Access to broadband internet service isn’t an issue for the vast majority of Canadians. Almost all Canadians have access to superfast broadband. Still, so many people focus on the “supply” side of the adoption calculation, rather than the much more difficult question of stimulating “demand”.
As a result, a number of articles attack the government for setting “unambitious” goals for its broadband strategy [Digital Canada 150, 3MB pdf], without understanding the real challenges of providing broadband service in rural markets (see “Rural broadband isn’t easy“).
There are companies making substantial investments to improve rural broadband coverage and service quality. The release of the 2500 MHz spectrum auction results last week saw millions of dollars being invested by Xplornet and Corridor Communications to improve the reach and speeds for their broadband services.
The biggest challenge restricting Canadians’ ability to participate meaningfully in the digital economy isn’t access to broadband, it is the question of affordability.
How do we determine what is affordable? Of course, we all want to pay less that what we are paying today. Affordability isn’t measured by what we want to pay, but more by what we are willing to pay. In the interests of rural and urban parity, people sometimes point to the prices being charged in urban markets as an appropriate target for affordable broadband service.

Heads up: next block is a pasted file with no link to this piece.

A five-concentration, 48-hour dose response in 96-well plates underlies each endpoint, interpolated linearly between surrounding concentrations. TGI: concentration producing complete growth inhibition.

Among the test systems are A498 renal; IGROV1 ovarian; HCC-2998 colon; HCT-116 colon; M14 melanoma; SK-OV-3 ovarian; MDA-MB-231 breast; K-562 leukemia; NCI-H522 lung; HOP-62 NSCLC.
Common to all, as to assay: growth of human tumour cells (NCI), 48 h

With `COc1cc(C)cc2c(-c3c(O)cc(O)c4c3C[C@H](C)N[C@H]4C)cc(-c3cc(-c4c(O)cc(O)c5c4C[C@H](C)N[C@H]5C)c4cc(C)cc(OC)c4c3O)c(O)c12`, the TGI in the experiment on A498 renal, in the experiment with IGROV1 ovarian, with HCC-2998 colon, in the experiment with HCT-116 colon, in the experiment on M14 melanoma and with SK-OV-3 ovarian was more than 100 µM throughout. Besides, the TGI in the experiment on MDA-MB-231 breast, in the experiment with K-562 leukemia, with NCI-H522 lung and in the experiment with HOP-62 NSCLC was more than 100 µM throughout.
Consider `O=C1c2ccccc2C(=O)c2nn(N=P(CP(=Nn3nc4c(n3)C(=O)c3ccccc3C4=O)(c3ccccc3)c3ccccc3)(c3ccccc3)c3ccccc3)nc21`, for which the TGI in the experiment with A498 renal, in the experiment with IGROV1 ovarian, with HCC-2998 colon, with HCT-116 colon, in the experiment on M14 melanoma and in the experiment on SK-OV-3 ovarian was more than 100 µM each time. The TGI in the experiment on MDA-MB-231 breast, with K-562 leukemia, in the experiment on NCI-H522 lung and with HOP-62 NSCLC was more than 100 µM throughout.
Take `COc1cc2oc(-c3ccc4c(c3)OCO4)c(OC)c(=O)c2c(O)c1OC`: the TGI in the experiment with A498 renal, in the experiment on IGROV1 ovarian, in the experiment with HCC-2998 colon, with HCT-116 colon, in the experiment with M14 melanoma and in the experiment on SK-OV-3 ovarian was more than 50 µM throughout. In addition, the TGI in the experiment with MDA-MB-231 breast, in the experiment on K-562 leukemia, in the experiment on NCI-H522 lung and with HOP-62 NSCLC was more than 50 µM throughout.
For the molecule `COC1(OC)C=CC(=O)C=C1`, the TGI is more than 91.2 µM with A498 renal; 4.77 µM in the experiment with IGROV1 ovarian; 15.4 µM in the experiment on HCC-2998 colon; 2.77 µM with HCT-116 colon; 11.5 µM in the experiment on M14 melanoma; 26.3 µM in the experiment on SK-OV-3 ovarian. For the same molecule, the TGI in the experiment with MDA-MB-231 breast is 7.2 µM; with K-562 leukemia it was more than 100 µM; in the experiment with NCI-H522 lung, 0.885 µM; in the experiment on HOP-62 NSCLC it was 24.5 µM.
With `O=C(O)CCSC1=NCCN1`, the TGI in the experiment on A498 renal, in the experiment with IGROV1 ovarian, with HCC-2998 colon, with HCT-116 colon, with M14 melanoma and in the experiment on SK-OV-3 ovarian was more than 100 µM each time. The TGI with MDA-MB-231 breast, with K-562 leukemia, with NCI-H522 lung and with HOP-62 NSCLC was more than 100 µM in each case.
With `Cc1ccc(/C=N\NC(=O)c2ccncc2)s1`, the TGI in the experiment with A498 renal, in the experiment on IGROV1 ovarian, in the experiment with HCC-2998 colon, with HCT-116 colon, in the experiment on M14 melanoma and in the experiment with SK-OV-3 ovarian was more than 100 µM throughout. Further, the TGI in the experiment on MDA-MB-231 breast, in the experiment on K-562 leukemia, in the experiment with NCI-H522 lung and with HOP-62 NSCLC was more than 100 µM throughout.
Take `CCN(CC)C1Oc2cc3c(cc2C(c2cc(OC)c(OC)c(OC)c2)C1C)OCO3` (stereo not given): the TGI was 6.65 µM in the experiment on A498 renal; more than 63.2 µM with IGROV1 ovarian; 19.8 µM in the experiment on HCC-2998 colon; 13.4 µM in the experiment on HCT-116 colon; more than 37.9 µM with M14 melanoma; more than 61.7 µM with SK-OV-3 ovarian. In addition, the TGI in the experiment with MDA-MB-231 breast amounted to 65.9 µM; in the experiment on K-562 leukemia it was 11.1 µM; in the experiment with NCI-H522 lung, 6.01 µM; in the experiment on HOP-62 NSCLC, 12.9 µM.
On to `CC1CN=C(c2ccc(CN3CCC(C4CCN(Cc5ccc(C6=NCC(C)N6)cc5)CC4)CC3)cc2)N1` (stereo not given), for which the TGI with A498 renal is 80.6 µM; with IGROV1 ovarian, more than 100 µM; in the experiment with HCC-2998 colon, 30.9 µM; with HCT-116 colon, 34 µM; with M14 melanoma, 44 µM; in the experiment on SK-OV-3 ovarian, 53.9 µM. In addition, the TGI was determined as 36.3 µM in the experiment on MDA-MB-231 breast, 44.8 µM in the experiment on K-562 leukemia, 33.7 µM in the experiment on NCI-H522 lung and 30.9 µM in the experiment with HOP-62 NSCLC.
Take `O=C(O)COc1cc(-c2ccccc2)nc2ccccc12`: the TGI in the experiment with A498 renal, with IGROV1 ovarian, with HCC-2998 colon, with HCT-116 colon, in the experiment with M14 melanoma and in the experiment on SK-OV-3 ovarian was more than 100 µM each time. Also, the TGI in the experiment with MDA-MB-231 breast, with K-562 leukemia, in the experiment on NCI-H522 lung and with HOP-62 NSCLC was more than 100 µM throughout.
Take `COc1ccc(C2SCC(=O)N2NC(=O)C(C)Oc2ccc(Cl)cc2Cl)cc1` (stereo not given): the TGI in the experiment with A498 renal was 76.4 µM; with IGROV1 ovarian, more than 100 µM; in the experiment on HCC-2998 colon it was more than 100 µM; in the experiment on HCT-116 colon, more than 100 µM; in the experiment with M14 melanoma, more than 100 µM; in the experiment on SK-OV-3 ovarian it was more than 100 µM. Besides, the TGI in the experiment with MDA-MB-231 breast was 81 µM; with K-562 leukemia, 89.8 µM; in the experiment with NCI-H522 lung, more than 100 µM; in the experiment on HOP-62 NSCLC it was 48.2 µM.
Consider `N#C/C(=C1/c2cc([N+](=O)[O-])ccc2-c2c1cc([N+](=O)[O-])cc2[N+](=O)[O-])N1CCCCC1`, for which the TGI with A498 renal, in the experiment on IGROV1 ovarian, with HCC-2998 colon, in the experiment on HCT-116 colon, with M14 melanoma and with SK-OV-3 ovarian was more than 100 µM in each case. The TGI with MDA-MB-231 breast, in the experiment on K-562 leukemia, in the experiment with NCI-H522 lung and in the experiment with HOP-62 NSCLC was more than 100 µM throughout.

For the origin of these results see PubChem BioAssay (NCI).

The problem is that there simply isn’t a “one size fits all” price point for universal broadband. Should a system of subsidies be set up to bring rural pricing down to urban levels? Such a “geographic-based” system appears to be premised on a belief that higher rural prices are not affordable. Equally, such a system also presumes that urban prices are, in fact, affordable to all.
Neither of these presumptions are supported by the data.
We continue to have a problem with broadband adoption in low-income households, whether urban or rural, despite government programs continuing to define digital adoption as a problem framed in terms of geography, not affordability.
The CRTC’s consultation launching a “Review of basic telecommunications services” examines the issue, but there is a risk that the consultation will also approach the problem with the same prejudice:
In phase 1, the Commission will review its policies regarding basic telecommunications services in Canada. The Commission will also gather information from the industry to better understand which telecommunications services are being offered across Canada and whether any areas in Canada are underserved or unserved.
The CRTC is starting with an examination of what areas might be underserved when it might be more useful to start by trying to understand “who in Canada is underserved or unserved”? The preamble of the consultation starts with a presumption that the problem is geographic, not based on any other factor. It is as though we are already asking about solutions for “where” before asking about “who” needs help.
In paragraph 3 of the Basic Service public notice, the CRTC acknowledges that Section 7 of the Telecom Act sets the following relevant policy objectives: